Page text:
Cobb’s Honesty and Rays Diligence Could Save More Than His Career.
It is so easy for a pitcher to rule numbness and “tingles” throughout their arm as just the offshoot symptoms of a “dead arm” syndrome. His team could also push off the discomfort and pain towards that same side of the coin, and just let a pitcher works his way out of the situation. But I want to take the time to commend both the Rays Medical Staff and Rays Manager Joe Maddon and his crew in their swift and concise decision making process concerning rookie pitcher Alex Cobb.
Cobb is a budding, talented young pitcher who could have easily tried to hide his condition on Saturday night in fear of losing his place in the rotation, or possibly again being demoted back to the minors. Cobb could have taken the path of deception and the condition could have escalated or gotten worse until damage was irreversible and either surgery or shutting him down for the season was the only solution. In this case, honesty might have been the perfect course of action, and saved more than just his pitching career.
Some could say the play during the game where he had to come over and cover First Base on a bunt single by the A’s Coco Crisp could have been the precursor to this aliment coming to the surface. A blunt motion or force upon his right arm could have jarred the symptoms, or possibly brought to light a potential hazard in waiting. But that is just conjecture until the final medical reports ate filed.
Sure we might not know the extent or cause of Cobb’s arm numbness or sensations yet, but if the Rays learned anything from the Rocco Baldelli situation, it is to take nothing for granted. Sometimes a simple diagnosis would be the perfect solution, but the problem could still be there hiding, waiting for another chance to spring up and cause more havoc for Cobb in the future. By being concise and precise, the Rays could eliminate mirror image symptoms that occur within our own bodies.
But this story has a double dose of goodness to it too. Cobb by revealing the “numbness” in his arm to the Rays Head Trainer Ron Porterfield and Maddon, it put into motion an immediate plan to try and decipher the symptoms and get conclusive answers towards solving Cobb’s discomfort. Cobb trusted the Rays medical machine to help eliminate this tingling sensation and not put off either time or progression to solving the body mystery.
Because it is Cobb’s pitching hand, the Rays took swift and detailed actions to protect one of their budding pitching gems. Cobb never looked like he could establish a consistent rhythm on the mound on Saturday night, and possibly the “needles and pins” sensation might have shown up early in the night. Not going to blame the numbness, but unless Cobb was tipping off his fastball, the Oakland A’s just seemed to fest on it Saturday night.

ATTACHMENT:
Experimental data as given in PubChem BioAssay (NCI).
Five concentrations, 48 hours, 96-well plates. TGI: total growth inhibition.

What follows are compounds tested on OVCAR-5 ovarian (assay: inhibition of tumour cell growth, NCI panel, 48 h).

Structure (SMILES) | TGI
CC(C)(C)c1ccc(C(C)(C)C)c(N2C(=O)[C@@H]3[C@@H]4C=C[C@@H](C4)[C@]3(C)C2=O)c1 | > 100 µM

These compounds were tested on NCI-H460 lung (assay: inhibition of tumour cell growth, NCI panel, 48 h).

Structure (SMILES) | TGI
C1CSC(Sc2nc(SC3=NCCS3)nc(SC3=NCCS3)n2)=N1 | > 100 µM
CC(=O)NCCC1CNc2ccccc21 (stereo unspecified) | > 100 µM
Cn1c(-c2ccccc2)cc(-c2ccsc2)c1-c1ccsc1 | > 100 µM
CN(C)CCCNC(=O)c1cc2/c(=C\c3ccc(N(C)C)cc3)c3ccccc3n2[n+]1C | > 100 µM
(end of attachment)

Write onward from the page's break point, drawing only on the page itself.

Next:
Still, it was great to see Cobb say something before the matter could have escalated towards a potentially long term injury. Huge praise seriously has to go towards the Rays Medical staff for their due diligence and process of eliminating and evaluating towards finding a cause or effect of the problem.
Pitchers have a limited shelf life normally in baseball. Good news came swiftly after Porterfield sent Cobb to a local hospital for some more detailed blood tests. Soon afterwards it was learned that Cobb did not have a possible blood clot in his arm, which could have been a immediate cause of the numbness. There might be a battery of medical tests in Cobb’s future, but possibly this honest gesture might just be life saving.
Even thought the Rays have put Cobb on the DL, this move could prolong and help discover a possible aliment that is beginning to develop within Cobb. The result could be many more wins, and a long career. It is still amazing to be the torque and pounds per square inch a pitcher puts on his joints and muscles nightly throwing in Major League Baseball.
Injuries happen in a sport where a pitcher throws so much torque and pressure on their pitching arms nightly. By Cobb being upfront and telling the Rays about his discomfort, it might have been a precursor to more Rays wins, and a longer career. Sometime each of us hide small aliments or nicks and pain from our employers, hoping they will just simply go away.
Cobb was in tune with his body’ enough to know something did not add up, and asked for help before it could of escalated or become a more complex problem. It is a great example of a player trusting his gut, and a team listening and help solve a potential setback. Kudos again to Cobb and the Rays staff for both doing the right thing. Hopefully this is just something minor, but if it is not, then it could save more than just Cobb’s career…it could save his life.